Offensive Line Takes a Step Backward

Penn State lost the battle at the point of attack against Michigan, and as such lost the game. The Nittany Lions gave up seven sacks, saw two QB go out with injuries and were held to negative rushing yardage for the first time under Joe Paterno.

With Penn State needing a touchdown to force overtime against Michigan with 1:44 left Saturday night, the ideal choice under center was not Paul Cianciolo. But the Nittany Lions had little choice.

Their first two options, Anthony Morelli and Daryl Clark, were both injured during the game at Beaver Stadium as the offensive line had little success containing Michigan at the line of scrimmage.

“It's kind of like one of those not-supposed-to-happen type things,” running back Tony Hunt said. “But Paul, he stepped in and stayed calm and handled himself well.”

Despite the return of All-America left tackle Levi Brown from a sprained knee, Michigan's front seven routinely penetrated the backfield and left two quarterbacks in search of a doctor as the Lions lost, 17-10.

Hunt, who had four consecutive 100-yard games entering Saturday's contest, mustered just 33 yards on 13 carries. Penn State as a team finished in the red with -14 yards on the ground thanks to seven sacks. Michigan came into the game as the best rush defender in the nation, surrendering just over 40 yards a game.

Despite all of the sacks, the injuries actually came on positive gains.

Morelli sustained a concussion with 9:34 left in the third quarter on a hit by Alan Branch on a 24-yard completion to wideout Derrick Williams. Clark left the game midway through the fourth quarter after a seven-yard rush; having “snapped his neck [back],” according to head coach Joe Paterno.

The inability to run the ball did allow the PSU to gain 200 yards through the air, but it was not nearly enough.

“As a receiver, I just do what I can do and try to catch the ball when it comes my way,” said Williams, who had a game-high six catches for 67 yards. “It just wasn't our day. They had a great defense.”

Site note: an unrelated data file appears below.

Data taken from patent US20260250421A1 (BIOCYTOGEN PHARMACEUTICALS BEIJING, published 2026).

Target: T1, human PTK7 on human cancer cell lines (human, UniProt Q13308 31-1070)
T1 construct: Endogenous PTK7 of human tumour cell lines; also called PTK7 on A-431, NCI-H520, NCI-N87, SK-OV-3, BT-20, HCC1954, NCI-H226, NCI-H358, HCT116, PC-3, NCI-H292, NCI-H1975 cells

Morelli was sacked times five times and Clark twice. Although the Wolverine defense failed to sack Cianciolo, the pressure it generated on the final drive left the third-stringer limping noticeably.

Through Penn State's first six games, the offensive line had yielded just six sacks for 38 yards, the second best figure in the Big Ten. Paterno anticipated that the offense would have a tough time against Michigan, but the extent of the problems was unexpected.

“I thought we'd do better than that, but we'll have to take a look at it,” Paterno said about reassessing the offensive line.

The quarterbacks had little time to throw the ball downfield and with virtually no running room, Penn State turned to screen patterns to hunt, which were the most effective plays for PSU. Hunt was Penn State's leading receiver yardage wise with five catches for 85 yards, including a 43-yard touchdown from Cianciolo to cut the deficit to 17-10 with 3:18 left, and a 31-yard play to set up Penn State's field goal in the first half.

“The guards and center got out in the open field and made some critical blocks,” junior offensive tackle John Shaw said. But they did little else the rest of the game.

Shaw rated Michigan's front four as the No. 1 unit he's seen this year, and Paterno shared a that sentiment. He wasn't sure how much of the night's problems could be attributed to mistakes of the O-line or whether Michigan deserved most of the credit.

“The one place we fell down was the offensive line,” Paterno said. “And I'm not really sure about that one.”

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